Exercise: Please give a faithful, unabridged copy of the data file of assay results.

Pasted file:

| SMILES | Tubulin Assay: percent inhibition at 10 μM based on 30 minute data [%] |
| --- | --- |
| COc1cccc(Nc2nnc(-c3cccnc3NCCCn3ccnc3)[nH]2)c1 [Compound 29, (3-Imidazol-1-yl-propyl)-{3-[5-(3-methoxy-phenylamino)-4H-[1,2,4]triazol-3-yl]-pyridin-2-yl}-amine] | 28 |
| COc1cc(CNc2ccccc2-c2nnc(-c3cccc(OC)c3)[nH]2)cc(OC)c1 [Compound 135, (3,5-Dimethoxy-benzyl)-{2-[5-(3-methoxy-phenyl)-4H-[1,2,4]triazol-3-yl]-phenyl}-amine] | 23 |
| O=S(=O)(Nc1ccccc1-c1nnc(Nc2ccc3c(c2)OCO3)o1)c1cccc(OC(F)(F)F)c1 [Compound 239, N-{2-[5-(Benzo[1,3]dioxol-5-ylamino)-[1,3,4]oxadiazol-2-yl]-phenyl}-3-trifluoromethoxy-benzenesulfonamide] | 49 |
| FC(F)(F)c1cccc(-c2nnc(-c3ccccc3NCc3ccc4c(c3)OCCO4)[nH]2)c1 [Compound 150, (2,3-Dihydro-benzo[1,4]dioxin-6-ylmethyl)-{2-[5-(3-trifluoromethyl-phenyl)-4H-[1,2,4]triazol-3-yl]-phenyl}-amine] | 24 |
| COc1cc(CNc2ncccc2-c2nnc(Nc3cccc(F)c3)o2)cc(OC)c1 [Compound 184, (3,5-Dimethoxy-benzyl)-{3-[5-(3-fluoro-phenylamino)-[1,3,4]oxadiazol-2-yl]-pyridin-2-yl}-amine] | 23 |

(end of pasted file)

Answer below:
| SMILES | Tubulin Assay: percent inhibition at 10 μM based on 30 minute data [%] |
| --- | --- |
| COc1cccc(Nc2nnc(-c3cccnc3NCCCn3ccnc3)[nH]2)c1 [Compound 29, (3-Imidazol-1-yl-propyl)-{3-[5-(3-methoxy-phenylamino)-4H-[1,2,4]triazol-3-yl]-pyridin-2-yl}-amine] | 28 |
| COc1cc(CNc2ccccc2-c2nnc(-c3cccc(OC)c3)[nH]2)cc(OC)c1 [Compound 135, (3,5-Dimethoxy-benzyl)-{2-[5-(3-methoxy-phenyl)-4H-[1,2,4]triazol-3-yl]-phenyl}-amine] | 23 |
| O=S(=O)(Nc1ccccc1-c1nnc(Nc2ccc3c(c2)OCO3)o1)c1cccc(OC(F)(F)F)c1 [Compound 239, N-{2-[5-(Benzo[1,3]dioxol-5-ylamino)-[1,3,4]oxadiazol-2-yl]-phenyl}-3-trifluoromethoxy-benzenesulfonamide] | 49 |
| FC(F)(F)c1cccc(-c2nnc(-c3ccccc3NCc3ccc4c(c3)OCCO4)[nH]2)c1 [Compound 150, (2,3-Dihydro-benzo[1,4]dioxin-6-ylmethyl)-{2-[5-(3-trifluoromethyl-phenyl)-4H-[1,2,4]triazol-3-yl]-phenyl}-amine] | 24 |
| COc1cc(CNc2ncccc2-c2nnc(Nc3cccc(F)c3)o2)cc(OC)c1 [Compound 184, (3,5-Dimethoxy-benzyl)-{3-[5-(3-fluoro-phenylamino)-[1,3,4]oxadiazol-2-yl]-pyridin-2-yl}-amine] | 23 |